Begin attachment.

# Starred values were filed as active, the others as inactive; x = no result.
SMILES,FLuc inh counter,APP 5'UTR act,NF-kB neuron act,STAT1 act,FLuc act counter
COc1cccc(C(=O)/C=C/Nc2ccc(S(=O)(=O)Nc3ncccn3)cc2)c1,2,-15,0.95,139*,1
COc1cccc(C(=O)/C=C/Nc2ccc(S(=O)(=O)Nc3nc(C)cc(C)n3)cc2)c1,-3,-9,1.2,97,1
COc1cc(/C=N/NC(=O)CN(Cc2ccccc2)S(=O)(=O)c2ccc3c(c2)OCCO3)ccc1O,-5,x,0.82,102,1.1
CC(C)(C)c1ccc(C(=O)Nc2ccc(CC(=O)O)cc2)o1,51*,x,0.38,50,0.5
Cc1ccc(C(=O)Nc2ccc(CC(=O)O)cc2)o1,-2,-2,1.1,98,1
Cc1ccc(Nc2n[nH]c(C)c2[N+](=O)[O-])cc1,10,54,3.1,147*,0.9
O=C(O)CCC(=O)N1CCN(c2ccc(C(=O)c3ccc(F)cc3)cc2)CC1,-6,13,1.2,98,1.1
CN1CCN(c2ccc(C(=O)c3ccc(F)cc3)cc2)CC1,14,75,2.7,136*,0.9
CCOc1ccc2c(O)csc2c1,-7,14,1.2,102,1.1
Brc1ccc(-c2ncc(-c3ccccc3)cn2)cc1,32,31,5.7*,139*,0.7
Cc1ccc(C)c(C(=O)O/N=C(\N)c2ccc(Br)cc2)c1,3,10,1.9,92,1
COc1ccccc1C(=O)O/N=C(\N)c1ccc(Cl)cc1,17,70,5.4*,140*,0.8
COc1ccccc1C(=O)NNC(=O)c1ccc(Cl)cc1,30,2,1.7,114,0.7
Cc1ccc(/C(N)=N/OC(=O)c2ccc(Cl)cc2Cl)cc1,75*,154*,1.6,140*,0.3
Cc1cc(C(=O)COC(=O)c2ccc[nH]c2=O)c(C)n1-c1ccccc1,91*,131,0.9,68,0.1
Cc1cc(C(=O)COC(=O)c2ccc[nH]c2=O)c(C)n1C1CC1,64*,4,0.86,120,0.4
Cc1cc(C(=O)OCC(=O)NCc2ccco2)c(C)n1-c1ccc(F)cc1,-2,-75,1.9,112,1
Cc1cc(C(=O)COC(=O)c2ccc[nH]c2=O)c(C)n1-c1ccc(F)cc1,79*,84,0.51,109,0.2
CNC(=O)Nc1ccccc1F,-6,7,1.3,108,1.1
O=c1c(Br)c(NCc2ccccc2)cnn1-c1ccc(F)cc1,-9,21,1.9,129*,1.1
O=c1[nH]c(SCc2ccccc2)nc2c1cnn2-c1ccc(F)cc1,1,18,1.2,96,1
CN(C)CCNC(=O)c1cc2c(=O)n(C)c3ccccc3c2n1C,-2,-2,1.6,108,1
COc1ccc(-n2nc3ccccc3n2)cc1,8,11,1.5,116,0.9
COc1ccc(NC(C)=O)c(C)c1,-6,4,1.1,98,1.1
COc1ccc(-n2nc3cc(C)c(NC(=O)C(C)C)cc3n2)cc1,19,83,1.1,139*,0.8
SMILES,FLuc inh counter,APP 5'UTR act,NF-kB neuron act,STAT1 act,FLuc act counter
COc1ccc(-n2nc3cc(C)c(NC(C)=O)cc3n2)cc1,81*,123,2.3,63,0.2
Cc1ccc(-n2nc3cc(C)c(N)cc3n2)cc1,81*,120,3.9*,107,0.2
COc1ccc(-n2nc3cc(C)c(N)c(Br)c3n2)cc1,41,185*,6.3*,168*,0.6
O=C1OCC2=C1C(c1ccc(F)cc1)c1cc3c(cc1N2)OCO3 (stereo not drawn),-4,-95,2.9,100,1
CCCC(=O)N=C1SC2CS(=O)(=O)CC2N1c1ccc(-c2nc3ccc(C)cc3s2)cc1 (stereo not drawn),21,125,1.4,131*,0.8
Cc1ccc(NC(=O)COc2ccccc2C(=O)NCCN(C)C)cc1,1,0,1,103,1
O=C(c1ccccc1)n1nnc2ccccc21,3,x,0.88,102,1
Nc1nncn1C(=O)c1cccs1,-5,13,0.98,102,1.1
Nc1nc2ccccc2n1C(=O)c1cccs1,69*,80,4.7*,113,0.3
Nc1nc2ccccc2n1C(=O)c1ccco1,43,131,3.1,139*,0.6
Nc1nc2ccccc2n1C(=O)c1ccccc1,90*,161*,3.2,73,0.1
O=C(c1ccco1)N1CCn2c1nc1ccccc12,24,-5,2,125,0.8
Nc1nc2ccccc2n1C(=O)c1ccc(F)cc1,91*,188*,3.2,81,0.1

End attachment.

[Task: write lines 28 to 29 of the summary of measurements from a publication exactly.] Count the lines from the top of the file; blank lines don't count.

SMILES,FLuc inh counter,APP 5'UTR act,NF-kB neuron act,STAT1 act,FLuc act counter
COc1ccc(-n2nc3cc(C)c(NC(C)=O)cc3n2)cc1,81*,123,2.3,63,0.2